Bangalore: Private equity (PE) fund exits in the real estate space have fallen sharply this year compared with 2011, with limited liquidity in the market, a falling trend in property sales and some funds willing to wait for better returns.
There have been PE fund exits to the tune of $288 million (around Rs.1,578 crore today) in the real estate sector so far this year, down from $457.32 million in 2011, according to VCCEdge, which compiles data on venture capital and private equity deals. This exit value includes mainly full exits and those that are disclosed. (That’s in contrast with partial exits where the fund receives money in instalments.)
While 90% of these exits have happened at the project level, the most common route has been through buy-backs where the developer has repurchased stakes from the investor.
Funds that put money in real estate companies or projects in the peak years of 2006-07 are reaching the end of their investment horizon, and need to return money to their investors, analysts said. But with the development of projects being delayed and realty firms being unable to launch public share sales because of volatile markets, several funds are stuck both at project and at company levels.
“A number of these vintage funds (from 2006-07) would look to exit in 2013, some of them at a low internal rate of return (IRR). Given the overall uncertainties, these funds would look to postpone their exits to 2014 seeking better returns,” said Ramesh Nair, managing director (west) at Jones Lang LaSalle India, a property advisory.
“The quality of exits both in 2012 and in the coming year, would be a mixed bag, with a few duds and some successful ones. We will see more exits in projects that are mature assets because the risk profile is lower,” said a global fund manager, who didn’t want to be named.
“Every exit requires some external source of capital, either debt or equity. While the former is expensive, equity has dried up dramatically,” this person added.
In the absence of liquidity, instances of secondary sales, where one investor exits by selling off its stake to another fund, usually at a much higher price, are getting rare.
Developer buybacks have offered a natural exit, said Anuj Nagpal, co-head, investment advisory, DTZ International Property Advisors Pvt. Ltd.
“In most cases, the developer knows what the value of the asset is, and in the absence of a liquid market where you sell off to the highest bidder, buybacks are a common route now,” said Nagpal.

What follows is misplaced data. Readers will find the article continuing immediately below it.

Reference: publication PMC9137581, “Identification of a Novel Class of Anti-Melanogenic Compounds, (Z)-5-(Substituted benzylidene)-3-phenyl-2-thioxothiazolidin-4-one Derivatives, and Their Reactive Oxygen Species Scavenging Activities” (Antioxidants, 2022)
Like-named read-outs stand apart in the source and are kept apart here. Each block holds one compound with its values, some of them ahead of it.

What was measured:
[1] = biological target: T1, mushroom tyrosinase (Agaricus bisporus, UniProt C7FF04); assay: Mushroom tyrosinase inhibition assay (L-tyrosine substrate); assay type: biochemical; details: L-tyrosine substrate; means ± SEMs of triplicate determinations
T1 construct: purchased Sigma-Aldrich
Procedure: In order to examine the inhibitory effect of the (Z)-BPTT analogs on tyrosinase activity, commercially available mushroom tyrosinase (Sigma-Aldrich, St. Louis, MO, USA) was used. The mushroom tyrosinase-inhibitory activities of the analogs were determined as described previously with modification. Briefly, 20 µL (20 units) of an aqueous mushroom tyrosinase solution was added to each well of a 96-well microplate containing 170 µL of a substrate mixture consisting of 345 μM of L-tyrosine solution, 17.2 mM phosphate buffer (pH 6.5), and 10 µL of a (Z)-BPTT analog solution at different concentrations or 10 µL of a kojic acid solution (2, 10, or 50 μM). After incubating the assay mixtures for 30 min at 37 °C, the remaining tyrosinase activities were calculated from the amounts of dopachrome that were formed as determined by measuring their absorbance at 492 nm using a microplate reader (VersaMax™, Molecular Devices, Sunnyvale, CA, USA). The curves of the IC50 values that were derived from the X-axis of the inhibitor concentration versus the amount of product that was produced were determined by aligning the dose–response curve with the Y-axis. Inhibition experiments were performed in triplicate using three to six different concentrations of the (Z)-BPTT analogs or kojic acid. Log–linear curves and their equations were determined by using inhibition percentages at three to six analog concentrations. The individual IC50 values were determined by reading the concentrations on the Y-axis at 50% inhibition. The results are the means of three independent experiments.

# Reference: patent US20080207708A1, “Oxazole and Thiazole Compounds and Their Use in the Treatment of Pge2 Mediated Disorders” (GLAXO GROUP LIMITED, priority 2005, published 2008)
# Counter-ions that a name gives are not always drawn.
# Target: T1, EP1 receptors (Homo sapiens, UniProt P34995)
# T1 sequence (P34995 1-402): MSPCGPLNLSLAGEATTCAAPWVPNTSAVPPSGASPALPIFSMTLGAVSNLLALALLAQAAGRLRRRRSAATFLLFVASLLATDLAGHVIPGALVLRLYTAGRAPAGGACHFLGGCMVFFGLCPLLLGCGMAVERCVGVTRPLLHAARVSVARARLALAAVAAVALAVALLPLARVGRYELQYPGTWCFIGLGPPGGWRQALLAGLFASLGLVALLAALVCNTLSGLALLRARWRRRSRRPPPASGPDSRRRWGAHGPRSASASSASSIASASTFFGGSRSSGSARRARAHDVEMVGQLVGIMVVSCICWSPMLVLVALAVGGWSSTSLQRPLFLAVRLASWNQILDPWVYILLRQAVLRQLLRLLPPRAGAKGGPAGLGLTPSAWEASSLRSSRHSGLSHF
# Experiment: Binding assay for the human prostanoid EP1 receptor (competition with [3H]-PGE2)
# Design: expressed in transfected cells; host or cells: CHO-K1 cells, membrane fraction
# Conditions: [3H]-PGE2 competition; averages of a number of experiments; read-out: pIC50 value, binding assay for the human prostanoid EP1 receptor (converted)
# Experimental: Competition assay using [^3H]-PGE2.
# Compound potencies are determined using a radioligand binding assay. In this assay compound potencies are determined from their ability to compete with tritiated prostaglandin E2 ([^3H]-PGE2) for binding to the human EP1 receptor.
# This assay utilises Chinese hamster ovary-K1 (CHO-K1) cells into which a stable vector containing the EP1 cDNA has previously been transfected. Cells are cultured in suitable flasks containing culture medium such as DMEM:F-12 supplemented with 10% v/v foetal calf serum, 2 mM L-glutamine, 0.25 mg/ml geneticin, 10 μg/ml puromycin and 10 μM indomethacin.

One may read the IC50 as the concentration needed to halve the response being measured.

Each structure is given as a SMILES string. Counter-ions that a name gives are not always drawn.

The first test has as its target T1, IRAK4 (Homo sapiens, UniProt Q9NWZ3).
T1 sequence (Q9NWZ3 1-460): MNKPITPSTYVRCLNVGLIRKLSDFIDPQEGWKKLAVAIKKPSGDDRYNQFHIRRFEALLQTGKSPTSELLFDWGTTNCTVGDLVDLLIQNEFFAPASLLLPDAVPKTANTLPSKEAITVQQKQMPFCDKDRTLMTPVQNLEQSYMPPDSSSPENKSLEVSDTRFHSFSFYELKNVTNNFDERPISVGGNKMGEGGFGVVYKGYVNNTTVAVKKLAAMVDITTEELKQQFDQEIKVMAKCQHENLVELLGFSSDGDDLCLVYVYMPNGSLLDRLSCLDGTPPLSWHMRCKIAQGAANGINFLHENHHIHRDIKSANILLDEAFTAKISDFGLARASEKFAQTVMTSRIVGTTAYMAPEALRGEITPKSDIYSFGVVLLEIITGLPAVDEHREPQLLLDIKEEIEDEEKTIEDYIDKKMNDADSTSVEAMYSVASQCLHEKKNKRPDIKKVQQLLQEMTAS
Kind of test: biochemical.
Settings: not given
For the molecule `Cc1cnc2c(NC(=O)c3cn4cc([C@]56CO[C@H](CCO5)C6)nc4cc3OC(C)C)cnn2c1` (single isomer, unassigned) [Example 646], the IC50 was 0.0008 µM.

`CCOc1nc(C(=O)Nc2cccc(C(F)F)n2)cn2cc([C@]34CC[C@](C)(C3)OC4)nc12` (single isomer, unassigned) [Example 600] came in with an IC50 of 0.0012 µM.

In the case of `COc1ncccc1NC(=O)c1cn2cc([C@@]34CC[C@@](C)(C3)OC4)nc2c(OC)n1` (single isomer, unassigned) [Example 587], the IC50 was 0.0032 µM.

Some fund managers, particularly the ones who have fared well, are positive about making profitable exits.
Indiareit Fund Advisors Pvt. Ltd has said it has sold about Rs.440 crore worth of investments this year. Managing partner Khushru Jijina said that there will be “more exits in 2013”.
S. Sriniwasan, chief executive, Kotak Realty Fund, said that the fund has seen exits worth around $180 million this year. However, some of these were partial exits from residential projects and may not have been announced.
“Exits will be more next year because developers should start seeing better sales and the overall economic scenario should improve,” said Sunil Rohokale, group chief executive, ASK Property Investment Advisors, which made its first ever exit this year from a project in Noida and got returns of about 2.5 times. “PE funds are raising new capital, so they would also need to return the money first to investors before raising more.”
But not everyone is convinced about a series of profitable exits in the coming months.
For the first time, this year saw multiple legal tussles over exits between funds and developers. Several PE funds have initiated proceedings against developer partners that have sought to impose restrictions on selling stakes in projects or in the companies.
“This was the tip of the iceberg and these issues will get compounded in 2013. The need for exits will accentuate, and if availability of capital remains low, funds will put huge pressure on developers to give them exits,” said a property consultant, who didn’t want to be named.